Humility isn’t the only problem in choosing Canada’s great 20th century achievements. We need a little perspective. Most of the really earth-shaking developments of the 19th century were barely visible in 1900, and that is also true for the 20th century. The 20th century would be turned upside down by Karl Marx’s ideas, but his own century barely noticed him. Henry Ford’s cheap, mass-produced cars turned our century right side up again, particularly because he also paid his workers well enough to buy them. But in 1900, Ford was only one of a score of jumped-up carriage makers in the Detroit suburbs. If he and the gang had set up shop in Pittsburgh, Pa., or Los Angeles, and not across the river from Windsor, Ont., would Canada have become the world’s second biggest car builder by the 1920s?

Canadian achievements often have a bittersweet edge, reminding us how perceptions and politics divide us. At Vimy Ridge in 1917, Canadian troops won the first clear Allied victory on the Western Front, but Quebec remembers 1917 as a year when the majority conscripted a reluctant minority. WW II remained a bitter memory for 21,000 Japanese-Canadians and their descendants until Canadians formally apologized for uprooting a peaceful, loyal community and seizing its property. In 1967, Montreal’s Expo 67 astonished Canadians with its style and self-confidence–at least until General Charles de Gaulle came over from France and proclaimed “Vive le Québec libre!”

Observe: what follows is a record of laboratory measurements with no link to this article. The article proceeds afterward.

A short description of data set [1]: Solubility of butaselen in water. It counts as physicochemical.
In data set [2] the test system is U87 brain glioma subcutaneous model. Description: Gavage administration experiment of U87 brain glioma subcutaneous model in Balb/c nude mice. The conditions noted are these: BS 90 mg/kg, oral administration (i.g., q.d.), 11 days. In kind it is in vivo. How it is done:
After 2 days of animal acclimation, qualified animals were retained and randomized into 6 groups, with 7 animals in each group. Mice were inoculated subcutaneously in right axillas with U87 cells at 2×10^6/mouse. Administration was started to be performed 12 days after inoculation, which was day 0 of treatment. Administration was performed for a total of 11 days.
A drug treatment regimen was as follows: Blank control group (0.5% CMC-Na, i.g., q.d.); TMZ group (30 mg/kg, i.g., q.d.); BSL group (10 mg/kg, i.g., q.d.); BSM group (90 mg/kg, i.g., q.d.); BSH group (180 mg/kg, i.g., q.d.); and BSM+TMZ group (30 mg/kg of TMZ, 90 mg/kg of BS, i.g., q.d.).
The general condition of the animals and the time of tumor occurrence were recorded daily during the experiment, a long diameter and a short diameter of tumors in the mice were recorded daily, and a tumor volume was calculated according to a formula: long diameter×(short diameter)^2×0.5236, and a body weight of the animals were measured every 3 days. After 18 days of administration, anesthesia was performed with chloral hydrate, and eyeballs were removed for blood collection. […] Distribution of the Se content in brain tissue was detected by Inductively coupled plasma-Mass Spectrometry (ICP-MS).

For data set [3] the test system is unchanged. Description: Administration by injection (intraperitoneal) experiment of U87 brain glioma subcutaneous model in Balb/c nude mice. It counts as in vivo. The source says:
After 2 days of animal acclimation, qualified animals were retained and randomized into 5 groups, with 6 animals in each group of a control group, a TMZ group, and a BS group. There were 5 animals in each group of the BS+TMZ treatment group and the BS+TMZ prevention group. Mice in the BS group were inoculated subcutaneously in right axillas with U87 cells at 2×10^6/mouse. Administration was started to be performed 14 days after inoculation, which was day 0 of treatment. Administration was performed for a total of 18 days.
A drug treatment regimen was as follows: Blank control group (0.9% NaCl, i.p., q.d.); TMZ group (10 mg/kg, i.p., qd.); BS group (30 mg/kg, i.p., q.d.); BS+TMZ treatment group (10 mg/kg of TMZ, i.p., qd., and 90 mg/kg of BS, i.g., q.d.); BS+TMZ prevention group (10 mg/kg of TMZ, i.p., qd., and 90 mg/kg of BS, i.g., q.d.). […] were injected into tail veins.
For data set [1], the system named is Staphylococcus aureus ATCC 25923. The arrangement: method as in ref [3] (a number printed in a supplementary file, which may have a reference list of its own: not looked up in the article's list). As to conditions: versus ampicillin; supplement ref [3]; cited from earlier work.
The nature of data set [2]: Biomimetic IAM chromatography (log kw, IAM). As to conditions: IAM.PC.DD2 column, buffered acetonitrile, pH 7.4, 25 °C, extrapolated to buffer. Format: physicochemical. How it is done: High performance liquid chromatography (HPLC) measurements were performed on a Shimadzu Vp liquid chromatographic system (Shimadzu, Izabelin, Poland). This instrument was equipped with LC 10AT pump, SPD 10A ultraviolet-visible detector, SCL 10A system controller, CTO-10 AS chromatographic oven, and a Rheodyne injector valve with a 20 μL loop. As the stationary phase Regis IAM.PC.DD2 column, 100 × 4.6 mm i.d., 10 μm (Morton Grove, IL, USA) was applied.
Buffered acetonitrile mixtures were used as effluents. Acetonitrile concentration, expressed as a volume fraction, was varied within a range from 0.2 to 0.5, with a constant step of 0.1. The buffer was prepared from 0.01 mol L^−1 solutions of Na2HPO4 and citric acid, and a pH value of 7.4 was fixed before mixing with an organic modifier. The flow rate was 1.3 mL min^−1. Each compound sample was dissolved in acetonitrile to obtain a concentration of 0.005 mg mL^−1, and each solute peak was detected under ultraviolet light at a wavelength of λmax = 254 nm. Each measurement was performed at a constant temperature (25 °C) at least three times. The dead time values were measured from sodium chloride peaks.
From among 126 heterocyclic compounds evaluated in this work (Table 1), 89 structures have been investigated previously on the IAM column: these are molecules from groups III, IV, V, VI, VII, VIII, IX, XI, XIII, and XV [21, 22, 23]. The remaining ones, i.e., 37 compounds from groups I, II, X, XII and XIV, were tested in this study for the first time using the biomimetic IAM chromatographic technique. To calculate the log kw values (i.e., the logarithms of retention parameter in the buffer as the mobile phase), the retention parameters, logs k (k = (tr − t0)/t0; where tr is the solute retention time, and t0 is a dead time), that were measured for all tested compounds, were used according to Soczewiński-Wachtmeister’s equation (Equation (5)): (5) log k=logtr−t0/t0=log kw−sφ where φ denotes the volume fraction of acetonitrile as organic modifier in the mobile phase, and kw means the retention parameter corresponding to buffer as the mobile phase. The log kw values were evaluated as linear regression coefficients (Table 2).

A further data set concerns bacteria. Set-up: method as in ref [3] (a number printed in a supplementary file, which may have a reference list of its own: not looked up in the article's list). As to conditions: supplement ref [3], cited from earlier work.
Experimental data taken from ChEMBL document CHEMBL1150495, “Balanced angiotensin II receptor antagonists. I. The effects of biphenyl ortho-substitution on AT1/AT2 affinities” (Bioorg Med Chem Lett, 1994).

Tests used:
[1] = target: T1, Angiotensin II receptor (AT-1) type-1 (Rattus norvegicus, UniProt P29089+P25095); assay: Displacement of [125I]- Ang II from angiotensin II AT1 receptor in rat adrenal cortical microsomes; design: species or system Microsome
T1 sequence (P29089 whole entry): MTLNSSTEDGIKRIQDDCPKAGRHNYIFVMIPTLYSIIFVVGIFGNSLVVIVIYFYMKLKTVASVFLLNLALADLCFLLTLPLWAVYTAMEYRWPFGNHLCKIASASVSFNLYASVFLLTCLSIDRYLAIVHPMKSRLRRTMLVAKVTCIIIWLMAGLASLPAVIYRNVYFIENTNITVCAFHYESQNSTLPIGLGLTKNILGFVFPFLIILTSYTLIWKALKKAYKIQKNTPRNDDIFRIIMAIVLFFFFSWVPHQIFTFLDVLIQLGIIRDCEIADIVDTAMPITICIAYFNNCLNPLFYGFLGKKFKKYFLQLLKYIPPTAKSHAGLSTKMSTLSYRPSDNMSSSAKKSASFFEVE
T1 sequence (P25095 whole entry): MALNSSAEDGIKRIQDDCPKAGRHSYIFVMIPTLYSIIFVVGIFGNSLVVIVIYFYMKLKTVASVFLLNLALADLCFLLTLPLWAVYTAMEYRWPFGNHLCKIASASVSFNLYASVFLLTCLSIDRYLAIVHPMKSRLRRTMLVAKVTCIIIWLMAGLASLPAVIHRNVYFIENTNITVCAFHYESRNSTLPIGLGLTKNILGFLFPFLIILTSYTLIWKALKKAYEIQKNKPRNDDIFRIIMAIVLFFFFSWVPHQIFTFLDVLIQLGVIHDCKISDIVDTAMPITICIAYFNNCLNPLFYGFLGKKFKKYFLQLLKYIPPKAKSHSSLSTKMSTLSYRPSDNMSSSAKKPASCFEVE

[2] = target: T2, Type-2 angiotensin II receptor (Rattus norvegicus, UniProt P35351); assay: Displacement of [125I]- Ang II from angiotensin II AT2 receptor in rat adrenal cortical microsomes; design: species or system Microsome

In 1982, Canadians took control of their constitution and a new Canadian Charter of Rights and Freedoms, but Quebec refused to endorse the extinction of powers it believed it had possessed. Not only Quebec has felt excluded. Faced with OPEC price shocks in the 1970s, Ottawa assumed that Canada’s energy reserves were a national source to be shared: The producing provinces were outraged to find their wealth suddenly shared.

It may be easier to recognize individual achievements, but each of us will relate to some more than others. The greatest Canadians of the 20th century may be hockey player Maurice Richard, novelist Margaret Laurence, Nobel Prize winner and humanitarian John Polanyi, or even our most durable prime minister, William Lyon Mackenzie King.

Great achievements are also in the eye of the beholder. New Brunswick born Max Aitken used his ruthless business acumen to create Canada Cement and the Steel Company of Canada–Stelco–before taking his talent to England where, as Lord Beaverbrook, he made and toppled governments and turned the Daily Express newspaper into a brilliant success. Aitken blazed the trail for other Canadian media barons in Britain–like Roy Thomson who boasted that owning a television channel was a licence to print money or Conrad Black who used newspaper empires on both sides of the Atlantic to promote his strong opinions. Other Canadians, like New Brunswick’s K.C. Irving, Alberta’s Max Bell or British Columbia’s Jimmy Pattison stayed here to make huge fortunes. Still other Canadians have made a world mark as authors, musicians, artists and intellectuals. Harvard economist John Kenneth Galbraith traced his witty contempt for simple-minded capitalism to growing up on a farm in Ontario’s Elgin County. In turn, a columnist once claimed that Galbraith alone is sufficient justification for having a Canada.